Summer of warabi

Beat the heat with this seasonal treat!

With the summer weather just around the corner, many Japanese will be turning to favourite summertime treats to beat the heat. This doesn’t necessarily mean cold treats, but lightly flavoured edibles that leave behind a cool, airy feeling. Among the more popular of these warm-weather treats is warabi mochi, made from warabi starch.

Warabi, commonly known as bracken fern in English, can be found growing on the hillsides of Japan. It is used for a number of different things depending on the part of the plant that is being used. Warabi mochi, a variation of the popular treat mochi, is made from starch derived from the warabi root. The stem or shoot of warabi is similar to the North American variety of fiddlehead, or ostrich fern, familiar to most of us from its annual appearance in supermarkets in spring. Warabi shoots, once roasted or sautéed, can be used as a side dish or in salads, with a flavour that has similarities to okra or asparagus. When preparing warabi, it is absolutely necessary to give them an overnight soak and then blanch them first. Not only does this improve the flavour by removing some of the bitter taste, it also removes toxins that some believe are contained in the plant.

Warabi mochi involves cooking warabi starch with water and sugar, then coating the result in kinako, or toasted soybean flour, giving these gummy treats a familiar toasted-beige powdery exterior. Like other types of mochi, warabi starch doesn’t have much flavour on its own, so any number of flavours can be added to it. Often no flavour is added at all, leaving just the light flavour of kinako or sometimes kuromitsu, a sweet syrup made with brown sugar. It is actually quite similar to other Japanese treats in its subtle sweetness, unlike the gummies and jujubes that line the sweets aisle at Western supermarkets.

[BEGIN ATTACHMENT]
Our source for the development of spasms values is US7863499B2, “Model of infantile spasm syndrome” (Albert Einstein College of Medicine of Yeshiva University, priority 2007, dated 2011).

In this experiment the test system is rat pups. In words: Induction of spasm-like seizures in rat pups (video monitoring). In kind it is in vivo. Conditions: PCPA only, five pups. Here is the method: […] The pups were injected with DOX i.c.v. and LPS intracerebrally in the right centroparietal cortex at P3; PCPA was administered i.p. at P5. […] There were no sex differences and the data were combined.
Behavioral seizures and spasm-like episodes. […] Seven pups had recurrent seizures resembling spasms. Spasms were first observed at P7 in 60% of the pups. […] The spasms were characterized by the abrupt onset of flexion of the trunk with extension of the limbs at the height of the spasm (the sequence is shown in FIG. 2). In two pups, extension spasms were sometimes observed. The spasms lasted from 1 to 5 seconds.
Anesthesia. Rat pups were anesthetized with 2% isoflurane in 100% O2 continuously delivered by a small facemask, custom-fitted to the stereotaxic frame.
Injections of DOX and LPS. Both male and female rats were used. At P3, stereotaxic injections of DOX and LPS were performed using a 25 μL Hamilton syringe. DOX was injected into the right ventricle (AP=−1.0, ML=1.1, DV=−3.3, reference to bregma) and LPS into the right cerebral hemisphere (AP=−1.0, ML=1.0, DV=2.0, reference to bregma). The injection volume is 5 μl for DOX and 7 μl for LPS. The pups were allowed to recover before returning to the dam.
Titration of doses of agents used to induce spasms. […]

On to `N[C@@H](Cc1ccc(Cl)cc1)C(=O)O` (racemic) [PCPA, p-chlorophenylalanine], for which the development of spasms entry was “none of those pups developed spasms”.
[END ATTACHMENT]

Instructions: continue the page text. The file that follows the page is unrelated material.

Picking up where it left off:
This type of mochi differs slightly in texture from the typical Japanese mochi. While rice-based glutinous mochi has a texture that can be described as chewy but firm, and even dense, warabi mochi might seem a bit weirder for the uninitiated. The end result is akin to a very soft gummy bear, or perhaps firm Jell-o. While true warabi mochi is made from warabi starch, this ingredient has become very expensive due to the extensive procedure of harvesting and processing the warabi root to create the starch. These days it is more common to find warabi mochi made with substitutes like potato starch with just a small amount of warabi starch, while maintaining the same texture of true warabi mochi.

While the warm weather will make warabi mochi more common in the weeks to come, warabi shoots are easy to prepare if you’re craving something more savoury. For a delicious bowl of warabi gohan, try adding blanched warabi shoots to a rice cooker withdashi, soy sauce and mirin as well as your favourite cooked, flaked white fish for an easy and delicious meal.